Film Review: Hostile Border

This timely thriller doesn't achieve the required tension.
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Despite its title, Michael Dwyer's directorial debut is not a Donald Trump campaign film. Rather, it tells the story of Claudia (Veronica Sixtos), a 22-year-old undocumented Hispanic woman who is deported to her native Mexico after being arrested for credit card fraud; she's a "pocha" (the film's original title), which is slang for a Mexican-American who speaks little Spanish. Touching on hot button issues without wandering far from thriller territory, Hostile Border, an award-winner at the Los Angeles Film Festival, should be of particular interest to Hispanic audiences.

Not speaking the language and with nowhere else to go, Claudia is forced to take refuge at her father Andre's (Julio Cesar Cedillo, a strong screen presence) ranch. Although he doesn't exactly welcome his daughter home with open arms, the patriarch does provide her with a job fixing fences, for the princely sum of $10.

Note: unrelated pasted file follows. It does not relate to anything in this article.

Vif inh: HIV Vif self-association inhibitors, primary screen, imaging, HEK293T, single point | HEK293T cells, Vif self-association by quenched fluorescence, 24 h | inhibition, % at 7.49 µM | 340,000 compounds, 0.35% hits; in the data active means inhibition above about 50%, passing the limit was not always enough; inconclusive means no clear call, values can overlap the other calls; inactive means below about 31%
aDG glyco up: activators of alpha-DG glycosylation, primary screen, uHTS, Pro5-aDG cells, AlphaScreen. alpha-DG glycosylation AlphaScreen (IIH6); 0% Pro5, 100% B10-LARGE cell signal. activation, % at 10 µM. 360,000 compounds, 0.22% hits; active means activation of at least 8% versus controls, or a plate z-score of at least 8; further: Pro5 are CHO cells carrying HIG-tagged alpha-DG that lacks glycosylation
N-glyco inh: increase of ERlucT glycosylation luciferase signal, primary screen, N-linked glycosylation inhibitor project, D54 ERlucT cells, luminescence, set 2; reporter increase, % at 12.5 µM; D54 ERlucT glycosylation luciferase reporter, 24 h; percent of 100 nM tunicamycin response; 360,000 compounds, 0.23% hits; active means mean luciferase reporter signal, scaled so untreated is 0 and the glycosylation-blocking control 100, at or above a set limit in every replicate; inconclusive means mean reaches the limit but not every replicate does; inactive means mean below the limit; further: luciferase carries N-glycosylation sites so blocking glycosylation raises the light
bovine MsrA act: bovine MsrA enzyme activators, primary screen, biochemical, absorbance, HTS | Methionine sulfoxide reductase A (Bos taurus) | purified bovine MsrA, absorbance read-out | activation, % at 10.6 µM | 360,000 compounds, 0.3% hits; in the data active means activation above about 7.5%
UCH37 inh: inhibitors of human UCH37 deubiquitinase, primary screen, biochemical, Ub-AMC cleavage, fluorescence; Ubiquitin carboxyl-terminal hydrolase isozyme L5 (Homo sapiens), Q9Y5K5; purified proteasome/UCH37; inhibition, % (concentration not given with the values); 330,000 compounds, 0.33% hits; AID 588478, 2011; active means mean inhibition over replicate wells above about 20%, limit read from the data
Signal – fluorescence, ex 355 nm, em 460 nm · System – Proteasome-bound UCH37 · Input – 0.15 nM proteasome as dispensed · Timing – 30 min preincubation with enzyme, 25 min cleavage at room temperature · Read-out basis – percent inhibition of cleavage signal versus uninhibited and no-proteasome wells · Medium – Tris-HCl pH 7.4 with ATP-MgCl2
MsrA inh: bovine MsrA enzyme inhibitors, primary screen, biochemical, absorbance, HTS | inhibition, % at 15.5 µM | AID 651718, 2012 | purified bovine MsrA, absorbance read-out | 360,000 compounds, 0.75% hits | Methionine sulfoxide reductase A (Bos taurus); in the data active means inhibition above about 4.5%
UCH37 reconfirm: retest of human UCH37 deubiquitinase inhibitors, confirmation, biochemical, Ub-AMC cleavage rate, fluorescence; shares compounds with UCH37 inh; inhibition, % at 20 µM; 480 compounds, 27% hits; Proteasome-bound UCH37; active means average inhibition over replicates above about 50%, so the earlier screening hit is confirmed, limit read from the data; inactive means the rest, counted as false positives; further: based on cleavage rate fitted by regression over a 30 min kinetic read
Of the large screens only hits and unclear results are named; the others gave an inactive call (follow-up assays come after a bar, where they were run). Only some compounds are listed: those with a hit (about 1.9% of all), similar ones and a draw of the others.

"$10 an hour?" she asks.  "A day," he replies with a self-satisfied smirk.

Claudia is offered support by her grandmother (María del Carmen Farias), who doesn't speak a word of English, and Arturo (Jorge A. Jimenez), a friendly ranch hand who takes her under his wing. But desperate to return to America, she begins an ill-advised affair with Ricky (Roberto Urbina), a drug dealer/smuggler who promises to fulfill her wish if she'll help him in one of his criminal schemes.

Despite its promising set-up, Hostile Border lacks narrative tension, with the screenplay by co-director Kaitlin McLaughlin never quite coming into dramatic focus. The characterizations feel sketchy, and the paucity of dialogue proves more frustrating than atmospheric.

The film registers more strongly on a technical level. It looks terrific, with director Dwyer, a veteran cinematographer, providing a warm visual sheen to the Mexican locations. John Kirby's tense musical score ratchets up the suspense level, and Sixtos is a strong, sultry presence, powerfully conveying her character's fierce determination as much with body language as speech.--The Hollywood Reporter

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